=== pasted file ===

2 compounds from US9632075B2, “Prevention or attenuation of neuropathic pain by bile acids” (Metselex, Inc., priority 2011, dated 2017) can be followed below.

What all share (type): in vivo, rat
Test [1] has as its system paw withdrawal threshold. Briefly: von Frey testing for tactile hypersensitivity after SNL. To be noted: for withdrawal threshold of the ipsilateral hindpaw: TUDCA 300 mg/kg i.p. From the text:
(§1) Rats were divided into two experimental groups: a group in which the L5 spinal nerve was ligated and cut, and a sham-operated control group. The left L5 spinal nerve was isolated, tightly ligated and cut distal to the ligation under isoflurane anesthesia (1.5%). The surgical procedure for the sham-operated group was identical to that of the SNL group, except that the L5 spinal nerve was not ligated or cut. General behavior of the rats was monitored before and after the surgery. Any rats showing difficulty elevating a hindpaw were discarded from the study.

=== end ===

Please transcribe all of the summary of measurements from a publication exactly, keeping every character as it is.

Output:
2 compounds from US9632075B2, “Prevention or attenuation of neuropathic pain by bile acids” (Metselex, Inc., priority 2011, dated 2017) can be followed below.

What all share (type): in vivo, rat
Test [1] has as its system paw withdrawal threshold. Briefly: von Frey testing for tactile hypersensitivity after SNL. To be noted: for withdrawal threshold of the ipsilateral hindpaw: TUDCA 300 mg/kg i.p. From the text:
(§1) Rats were divided into two experimental groups: a group in which the L5 spinal nerve was ligated and cut, and a sham-operated control group. The left L5 spinal nerve was isolated, tightly ligated and cut distal to the ligation under isoflurane anesthesia (1.5%). The surgical procedure for the sham-operated group was identical to that of the SNL group, except that the L5 spinal nerve was not ligated or cut. General behavior of the rats was monitored before and after the surgery. Any rats showing difficulty elevating a hindpaw were discarded from the study.